When my sister-in-law recently told me about the Global Positioning System in her new vehicle, I kiddingly harassed her and said that I would never get a GPS because it is a part of the infrastructure of a police state. Her husband stopped me dead in my righteous tracks and reminded me that our cell phones are easily tracked. I mumbled something like, “Yeah, but I like my phone.”
Today The Washington Post reports that federal agents are using cell phones to track suspects. This is no surprise. They should be tracking suspected criminals by any lawful means possible.
The disturbing aspect of the Post story is that judges are issuing warrants without requiring that the agents meet the constitutional standard of probable cause.
In some cases, judges have granted the requests without requiring the government to demonstrate that there is probable cause to believe that a crime is taking place or that the inquiry will yield evidence of a crime. Privacy advocates fear such a practice may expose average Americans to a new level of government scrutiny of their daily lives.
Such requests run counter to the Justice Department’s internal recommendation that federal prosecutors seek warrants based on probable cause to obtain precise location data in private areas.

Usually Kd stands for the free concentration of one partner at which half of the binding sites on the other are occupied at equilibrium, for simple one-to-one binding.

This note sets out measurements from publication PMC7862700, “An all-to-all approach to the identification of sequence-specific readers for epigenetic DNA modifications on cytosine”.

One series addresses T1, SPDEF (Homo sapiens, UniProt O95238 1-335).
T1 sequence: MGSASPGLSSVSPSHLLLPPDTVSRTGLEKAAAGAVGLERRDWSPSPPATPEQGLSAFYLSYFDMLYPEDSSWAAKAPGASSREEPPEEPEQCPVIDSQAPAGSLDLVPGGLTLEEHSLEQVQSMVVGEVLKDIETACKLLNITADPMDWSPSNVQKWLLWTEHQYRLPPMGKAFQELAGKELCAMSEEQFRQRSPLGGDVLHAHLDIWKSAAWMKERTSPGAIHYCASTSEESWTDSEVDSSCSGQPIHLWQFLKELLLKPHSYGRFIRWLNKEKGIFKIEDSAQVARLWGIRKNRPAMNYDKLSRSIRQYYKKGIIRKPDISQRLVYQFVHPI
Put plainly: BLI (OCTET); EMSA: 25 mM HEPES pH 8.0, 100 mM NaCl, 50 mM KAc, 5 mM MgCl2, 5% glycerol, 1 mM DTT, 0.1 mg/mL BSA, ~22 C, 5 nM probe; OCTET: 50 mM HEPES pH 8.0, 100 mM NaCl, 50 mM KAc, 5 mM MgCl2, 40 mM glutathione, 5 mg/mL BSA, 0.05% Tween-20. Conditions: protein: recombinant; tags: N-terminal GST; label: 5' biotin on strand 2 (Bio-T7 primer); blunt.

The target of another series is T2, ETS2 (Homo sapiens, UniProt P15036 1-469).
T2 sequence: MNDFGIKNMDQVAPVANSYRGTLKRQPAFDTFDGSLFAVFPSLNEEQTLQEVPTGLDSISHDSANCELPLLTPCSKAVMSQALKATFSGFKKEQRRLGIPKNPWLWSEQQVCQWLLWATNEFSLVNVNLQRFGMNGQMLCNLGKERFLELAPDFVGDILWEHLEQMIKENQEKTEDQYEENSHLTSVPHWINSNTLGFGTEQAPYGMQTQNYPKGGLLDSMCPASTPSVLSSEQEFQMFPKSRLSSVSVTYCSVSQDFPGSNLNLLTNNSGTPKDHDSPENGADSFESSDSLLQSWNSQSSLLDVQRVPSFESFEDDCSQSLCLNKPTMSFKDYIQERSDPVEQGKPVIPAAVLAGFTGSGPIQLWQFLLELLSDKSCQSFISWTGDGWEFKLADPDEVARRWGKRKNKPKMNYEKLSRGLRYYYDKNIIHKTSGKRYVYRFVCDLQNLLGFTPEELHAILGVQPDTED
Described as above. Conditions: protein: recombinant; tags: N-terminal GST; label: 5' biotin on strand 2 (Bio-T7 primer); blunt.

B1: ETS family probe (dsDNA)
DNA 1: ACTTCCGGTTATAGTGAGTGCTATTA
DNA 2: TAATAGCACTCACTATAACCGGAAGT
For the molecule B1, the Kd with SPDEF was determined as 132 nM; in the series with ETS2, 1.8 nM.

That second paragraph is particularly troubling. Here’s a piece from later in the article.
Justice Department spokesman Dean Boyd said field attorneys should follow the department’s policy. “We strongly recommend that prosecutors in the field obtain a warrant based on probable cause” to get location data “in a private area not accessible to the public,” he said. “When we become aware of situations where this has not occurred, we contact the field office and discuss the matter.”
When did following the Fourth Amendment to the Constitution become a “recommendation”?
The right of the people to be secure in their persons, houses, papers, and effects, against unreasonable searches and seizures, shall not be violated, and no Warrants shall issue, but upon probable cause, supported by Oath or affirmation, and particularly describing the place to be searched, and the persons or things to be seized.
For more on this issue, visit the ACLU’s Privacy & Technology page.
Andy in Harrisburg